The highest honey producing area in the western hemisphere is north Texas from waxahachie to the red river. It is also home of the Telecom Corridor, and has as much cellphone coverage as any place. I have kept beens in suburban Dallas and Fort Worth, in the middle of 5 million people (and as many cars!) and major urban pollution.

Bees navigate by the sun, first and foremost. To "clean" my suit after working on hives, I go into my dark garage, and the bees leave because they prefer the sunlight outside. The begin moving immediately to the light of the open door, and I just turn around in a circle with my arms out, so they can find their way back home.

Im sure they are electro-sensitive as well. So they probably use human magnetic fields to navigate. Waterfowl do this; they've been documented to navigate from one power station to the next on their annual migrations.

But bees are creatures of the light, and rely on the light to find their hive entrance. When you move a hive, you orient the entrance south or east so it will be in the sunlight as they leave to get pollen. When the entrance faces north or west, they are much slower to leave in the mornings.

There is a lot of sensationalistic material, on the net and even places like Nat Geo channel. It tells a good story, but doesn't relate to real bees very much.



posted on Jul, 7 2019 @ 06:35 PM
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a reply to: Graysen

I actually gave links to scientific journals, so i am not inventing any of what I wrote.



posted on Jul, 7 2019 @ 07:09 PM
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originally posted by: ElectricUniverse
a reply to: Graysen

I actually gave links to scientific journals, so i am not inventing any of what I wrote.


"I posted linky-loos, so I'm going to ignore the professional bee keeper who knows WAY more about bees than I do".
Makes you about a reputable as being a "social media influencer".
edit on 7/7/2019 by Nyiah because: (no reason given)



posted on Jul, 7 2019 @ 07:16 PM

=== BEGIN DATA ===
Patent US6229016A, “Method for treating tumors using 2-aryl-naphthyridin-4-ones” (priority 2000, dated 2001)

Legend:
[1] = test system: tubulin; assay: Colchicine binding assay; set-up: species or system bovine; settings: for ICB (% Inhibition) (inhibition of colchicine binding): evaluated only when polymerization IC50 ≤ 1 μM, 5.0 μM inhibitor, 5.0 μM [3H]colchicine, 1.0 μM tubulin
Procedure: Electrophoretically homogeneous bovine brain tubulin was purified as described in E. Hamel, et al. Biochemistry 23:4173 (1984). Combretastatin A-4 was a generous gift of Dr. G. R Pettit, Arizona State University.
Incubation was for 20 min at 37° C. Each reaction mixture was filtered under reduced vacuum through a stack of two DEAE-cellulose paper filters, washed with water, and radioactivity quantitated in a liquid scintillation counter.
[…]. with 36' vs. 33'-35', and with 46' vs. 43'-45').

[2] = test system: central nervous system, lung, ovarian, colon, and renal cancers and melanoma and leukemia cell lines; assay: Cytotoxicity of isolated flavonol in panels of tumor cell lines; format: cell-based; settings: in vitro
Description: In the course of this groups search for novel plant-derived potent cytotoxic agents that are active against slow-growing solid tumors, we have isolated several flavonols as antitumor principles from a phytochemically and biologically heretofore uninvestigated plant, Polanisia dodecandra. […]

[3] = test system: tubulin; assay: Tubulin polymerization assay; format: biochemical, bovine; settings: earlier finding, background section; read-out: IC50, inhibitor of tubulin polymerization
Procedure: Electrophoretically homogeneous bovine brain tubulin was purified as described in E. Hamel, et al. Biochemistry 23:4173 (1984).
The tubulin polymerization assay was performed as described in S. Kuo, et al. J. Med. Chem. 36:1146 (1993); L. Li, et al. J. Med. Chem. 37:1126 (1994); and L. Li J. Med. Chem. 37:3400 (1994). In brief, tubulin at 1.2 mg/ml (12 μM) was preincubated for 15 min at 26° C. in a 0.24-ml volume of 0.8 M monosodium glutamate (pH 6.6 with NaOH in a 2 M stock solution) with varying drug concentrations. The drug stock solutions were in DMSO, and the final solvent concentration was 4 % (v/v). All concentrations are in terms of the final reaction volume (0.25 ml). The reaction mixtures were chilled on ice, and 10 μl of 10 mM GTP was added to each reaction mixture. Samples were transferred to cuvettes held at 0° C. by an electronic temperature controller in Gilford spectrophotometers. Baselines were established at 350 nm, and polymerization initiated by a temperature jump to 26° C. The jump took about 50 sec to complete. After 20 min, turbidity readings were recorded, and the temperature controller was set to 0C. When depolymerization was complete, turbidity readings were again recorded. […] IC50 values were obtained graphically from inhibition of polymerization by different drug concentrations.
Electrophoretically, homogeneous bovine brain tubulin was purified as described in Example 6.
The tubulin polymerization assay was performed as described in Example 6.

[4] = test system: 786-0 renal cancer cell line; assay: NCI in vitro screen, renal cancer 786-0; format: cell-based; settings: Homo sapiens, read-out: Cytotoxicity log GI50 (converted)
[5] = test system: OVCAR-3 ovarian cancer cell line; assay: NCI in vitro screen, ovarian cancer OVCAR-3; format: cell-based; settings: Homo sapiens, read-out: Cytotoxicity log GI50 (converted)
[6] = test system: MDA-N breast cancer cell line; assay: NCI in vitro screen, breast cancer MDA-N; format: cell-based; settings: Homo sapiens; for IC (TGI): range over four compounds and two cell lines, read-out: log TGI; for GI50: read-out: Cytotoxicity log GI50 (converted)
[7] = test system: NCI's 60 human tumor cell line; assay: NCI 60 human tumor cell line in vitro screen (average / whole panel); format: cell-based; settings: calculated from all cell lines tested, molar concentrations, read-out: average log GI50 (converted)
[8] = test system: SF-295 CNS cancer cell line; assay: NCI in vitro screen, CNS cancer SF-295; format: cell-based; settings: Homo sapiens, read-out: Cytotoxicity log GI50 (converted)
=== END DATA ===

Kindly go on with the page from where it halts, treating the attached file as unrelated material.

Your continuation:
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Maybe some pesticide containers opened by accident ?

😧



posted on Jul, 7 2019 @ 07:35 PM
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a reply to: ElectricUniverse

Thanks for posting evidence that the bees are using magnetics. Confirms a suspicion online that the bees died as a result of Chinese “HAARP technology” used on California as a result of the US/Philippine provocation in China’s waters.



posted on Jul, 7 2019 @ 07:49 PM
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originally posted by: Nyiah

"I posted linky-loos, so I'm going to ignore the professional bee keeper who knows WAY more about bees than I do".
Makes you about a reputable as being a "social media influencer".


And here is Nyiah proclaiming that science should not be trusted...



edit on 7-7-2019 by ElectricUniverse because: correct name.



posted on Jul, 7 2019 @ 07:58 PM
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originally posted by: Graysen
...
Bees navigate by the sun, first and foremost. To "clean" my suit after working on hives, I go into my dark garage, and the bees leave because they prefer the sunlight outside. The begin moving immediately to the light of the open door, and I just turn around in a circle with my arms out, so they can find their way back home.
...


That is no evidence that they use the sun first and foremost. If you were to go inside your house and turn on a bright light in another room they would go towards the light, similar to how other insects also go towards artificial light. They do use the sun, but when they are going to collect honey from different flowers the sun iitself is not much help to help find their way back, more so during cloudy days.